Missouri Valley
W 24, L 2
Coach Orsborn

Would surely have tied for Valley title if Guard Bobby Mason hadn't used up eligibility by midseason. Varied offense based on balanced fire power, but oddly weak at the free-throw line. Starters free-lance well if offense stalls.


Big Five
W 24, L 1
Coach Newell

Overwhelming board control by Imhoff and Bill McClintock plus traditionally tight Newell defense limits rivals to a minimum of shots. Deliberate offense works so well because scoring power is spread through squad.


Missouri Valley
W 25, L 1
Coach Smith

Robertson an incalculable psychological hazard to rivals because of playmaking skill in addition to ability to score from any position on floor. Ralph Davis one of nation's best guards. Have trouble handling control style.


W 21, L 5
Coach Hyder

Defense key to team success because attack is two-man affair featuring Kaiser outside, Dave Denton inside. Spread offense sets up quick drives by Denton and Bobby Dews, and close work by Wayne Richards.


Big Ten
W 20, L 4
Coach McCracken

Great collection of talent that could not get untracked at season's start but finished with a rush. Excellent size, speed, shooting but weak defensively until it mastered a tight 2-3 zone. Bellamy a top pro prospect.


Big Eight
W 17, L 8
Coach Harp

After disappointing start, two regulars became ineligible but fine patching job by Harp led to strong finish. Inferior shooting balanced by good defense, boardwork of Hightower, Bill Bridges. Most key men back next year.


W 19, L 3
Coach Rossini

A tall, strong front court and a pair of elusive guards assure floor balance. Sanders very deceptive in close. Much firepower, but defense the key to success. Ray Paprocky and Russ Cunningham are quick ball hawks.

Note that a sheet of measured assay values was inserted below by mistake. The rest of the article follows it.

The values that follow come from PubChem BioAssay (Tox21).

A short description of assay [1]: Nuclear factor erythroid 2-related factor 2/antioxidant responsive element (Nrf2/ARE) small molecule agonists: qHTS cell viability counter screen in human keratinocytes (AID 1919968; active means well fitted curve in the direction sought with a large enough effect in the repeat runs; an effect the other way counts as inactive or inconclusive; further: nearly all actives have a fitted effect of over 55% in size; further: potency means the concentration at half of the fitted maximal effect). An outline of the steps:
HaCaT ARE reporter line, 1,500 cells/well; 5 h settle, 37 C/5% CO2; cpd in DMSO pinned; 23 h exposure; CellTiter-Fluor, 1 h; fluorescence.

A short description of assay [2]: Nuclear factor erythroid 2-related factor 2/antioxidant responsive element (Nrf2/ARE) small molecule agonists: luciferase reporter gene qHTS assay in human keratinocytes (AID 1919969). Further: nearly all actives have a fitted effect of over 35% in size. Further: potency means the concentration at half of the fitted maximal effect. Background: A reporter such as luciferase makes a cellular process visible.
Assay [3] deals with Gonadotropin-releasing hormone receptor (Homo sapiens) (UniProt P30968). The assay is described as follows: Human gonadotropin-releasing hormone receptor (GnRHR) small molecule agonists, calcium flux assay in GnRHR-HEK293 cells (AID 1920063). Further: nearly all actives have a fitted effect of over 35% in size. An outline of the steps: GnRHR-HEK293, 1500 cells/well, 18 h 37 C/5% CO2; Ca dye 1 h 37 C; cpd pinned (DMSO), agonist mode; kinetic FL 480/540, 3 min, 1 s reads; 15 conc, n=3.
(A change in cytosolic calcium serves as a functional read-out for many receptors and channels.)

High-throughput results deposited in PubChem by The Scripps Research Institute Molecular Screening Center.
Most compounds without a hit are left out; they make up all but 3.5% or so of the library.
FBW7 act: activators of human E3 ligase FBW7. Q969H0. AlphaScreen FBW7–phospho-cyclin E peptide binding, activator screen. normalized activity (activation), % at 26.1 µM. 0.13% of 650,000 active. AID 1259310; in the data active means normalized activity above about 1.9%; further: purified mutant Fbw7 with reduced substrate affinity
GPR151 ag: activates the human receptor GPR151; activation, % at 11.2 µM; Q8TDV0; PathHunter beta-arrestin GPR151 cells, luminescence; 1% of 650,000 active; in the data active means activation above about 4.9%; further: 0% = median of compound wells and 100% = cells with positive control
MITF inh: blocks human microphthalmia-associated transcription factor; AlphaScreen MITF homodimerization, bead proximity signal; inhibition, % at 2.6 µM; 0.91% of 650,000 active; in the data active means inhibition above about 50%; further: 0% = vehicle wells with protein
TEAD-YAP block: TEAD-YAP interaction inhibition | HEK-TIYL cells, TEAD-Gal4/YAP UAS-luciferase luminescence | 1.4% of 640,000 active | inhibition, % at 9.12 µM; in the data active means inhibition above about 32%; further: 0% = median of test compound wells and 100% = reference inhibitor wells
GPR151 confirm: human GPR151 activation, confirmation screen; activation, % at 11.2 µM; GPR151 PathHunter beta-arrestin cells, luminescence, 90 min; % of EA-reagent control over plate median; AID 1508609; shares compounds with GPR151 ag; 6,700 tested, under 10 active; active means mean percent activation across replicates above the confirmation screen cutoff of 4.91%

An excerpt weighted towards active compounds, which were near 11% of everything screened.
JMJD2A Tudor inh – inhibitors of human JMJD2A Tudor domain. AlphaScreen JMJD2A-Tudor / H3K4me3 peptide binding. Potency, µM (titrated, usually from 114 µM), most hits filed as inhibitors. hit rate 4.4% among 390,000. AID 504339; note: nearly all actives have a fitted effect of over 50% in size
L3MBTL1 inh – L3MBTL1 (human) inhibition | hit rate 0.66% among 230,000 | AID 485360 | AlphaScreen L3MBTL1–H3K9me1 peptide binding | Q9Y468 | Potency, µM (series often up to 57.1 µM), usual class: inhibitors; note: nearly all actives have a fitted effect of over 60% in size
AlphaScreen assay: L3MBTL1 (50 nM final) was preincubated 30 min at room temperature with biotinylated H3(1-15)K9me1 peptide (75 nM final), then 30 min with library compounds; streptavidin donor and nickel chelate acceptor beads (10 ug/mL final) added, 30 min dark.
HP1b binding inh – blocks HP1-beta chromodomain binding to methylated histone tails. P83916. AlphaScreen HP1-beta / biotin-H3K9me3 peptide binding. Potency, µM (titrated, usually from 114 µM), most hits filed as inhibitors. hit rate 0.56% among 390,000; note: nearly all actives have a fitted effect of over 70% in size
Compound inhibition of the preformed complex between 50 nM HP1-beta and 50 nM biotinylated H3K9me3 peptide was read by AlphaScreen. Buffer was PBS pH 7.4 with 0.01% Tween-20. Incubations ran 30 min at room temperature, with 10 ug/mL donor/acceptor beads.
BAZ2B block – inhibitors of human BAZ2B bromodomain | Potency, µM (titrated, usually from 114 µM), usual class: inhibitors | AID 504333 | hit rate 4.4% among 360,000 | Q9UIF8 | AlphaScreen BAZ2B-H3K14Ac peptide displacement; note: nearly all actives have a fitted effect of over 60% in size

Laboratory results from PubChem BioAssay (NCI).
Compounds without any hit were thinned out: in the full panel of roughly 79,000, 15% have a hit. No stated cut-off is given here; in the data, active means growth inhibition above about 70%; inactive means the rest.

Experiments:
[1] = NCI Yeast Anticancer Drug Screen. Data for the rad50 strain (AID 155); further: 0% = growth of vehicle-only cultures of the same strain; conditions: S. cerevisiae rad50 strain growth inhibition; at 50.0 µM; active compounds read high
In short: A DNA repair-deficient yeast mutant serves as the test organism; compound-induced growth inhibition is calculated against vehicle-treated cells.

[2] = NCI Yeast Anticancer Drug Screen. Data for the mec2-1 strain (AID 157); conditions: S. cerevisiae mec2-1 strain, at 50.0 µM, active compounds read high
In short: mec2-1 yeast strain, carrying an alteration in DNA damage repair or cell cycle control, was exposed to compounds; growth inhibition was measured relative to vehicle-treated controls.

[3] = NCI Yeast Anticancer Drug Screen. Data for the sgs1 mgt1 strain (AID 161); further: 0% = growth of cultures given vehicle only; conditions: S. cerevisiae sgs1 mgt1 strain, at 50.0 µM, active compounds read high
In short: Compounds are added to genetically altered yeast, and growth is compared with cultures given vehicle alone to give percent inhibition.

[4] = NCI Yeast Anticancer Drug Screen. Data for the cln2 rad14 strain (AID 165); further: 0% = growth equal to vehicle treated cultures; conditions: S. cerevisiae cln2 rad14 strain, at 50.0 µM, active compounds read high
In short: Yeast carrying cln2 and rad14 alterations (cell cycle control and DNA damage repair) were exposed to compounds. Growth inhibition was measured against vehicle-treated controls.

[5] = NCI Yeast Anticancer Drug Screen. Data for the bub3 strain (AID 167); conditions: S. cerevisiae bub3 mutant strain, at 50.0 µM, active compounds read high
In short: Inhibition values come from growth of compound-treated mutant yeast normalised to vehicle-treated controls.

Atlantic Coast
W 18, L 6
Coach McGuire

Same lack of "killer instinct" that caused NCAA loss last year still plagues team. Otherwise, first-rate balance, depth and skill. Shaffer, Doug Moe work post area well, York Larese top outside shooter. Prefers 1-3-1 zone.


Big Ten
W 21, L 3
Coach Taylor

Big, fast, deep and deadeye shots, hitting close to 50% on field goals, the nation's top scorers. Powerful on boards, leading to fast breaks that stun rivals. Has 20-point-average margin over all opponents for year.


W 17, L 7
Coach Lapchick

Occasionally lapses into error-filled play because of inexperience of sophomores, has well-balanced personnel, good size, speed and deception. Key is improvement of center Leroy Ellis. May be the East's best next season.


Missouri Valley
W 19, L 7
Coach Benington

Probably tallest first-rank front line in nation, plays deliberate style, working ball into Nordmann in close. Lacks over-all speed but often slows opposition with fine defense. Not enough outside shooting to keep rivals spread.


W 24, L 2
Coach Gardner

A potentially great crew just beginning to learn its defensive lessons. Very deep and strong, with explosive firepower led by fine hooker Mc-Gill, expert freelancer Allen Holmes, outside shooters Joe Morton, Bill Cowan.


W 22, L 4
Coach Baker

Lack of depth a fatal weakness over long season, but first six form very smooth combination featuring crisp passing into close-in scoring positions. Only fair size compensated for by aggressive board-work of three men.


Atlantic Coast
W 21, L 7
Coach McKinney

Progress of sophomores key to fine stretchrun. Excellent size, rebounding and shooting accuracy. Center Chappell, Guard Billy Packer, Forward Dave Budd very consistent, others erratic. Real power in front line.


W 24, L 4
Coach Schaus

Lacks rebounding strength and bench of last year's NCAA finalists but still has West, an all-court, all-round marvel who can rout a rival club singlehanded. Guards Lee Patrone and Jim Warren now showing hot hands outside.


N.Y., March 8

N.Y., March 8

West Va
N.Y., March 8

Charlotte, March 11
St. Joseph's

Charlotte, March 11

Charlotte, March 12


Ohio U
Lexington, March 8
Notre Dame

W. Kentucky
Lexington, March 8
Miami (Fla.)

Louisville, March 11
Ga. Tech

Louisville, March 11
Ohio St.

Louisville, March 12


Chicago, March 7
Air Force

Man., Kans., Mar. 11
Big Eight Champion

Man., Kans., Mar. 11

Manhattan, March 12


San Francisco, Mar. 8
Idaho State

New Mexico St.
Corvallis, Ore., Mar. 9
Oregon U.

Provo, Utah, March 7

Seattle, March 11
W. Coast Conf. Champion

Seattle, March 11

Seattle, March 12

San Francisco

San Francisco, March 18

March 19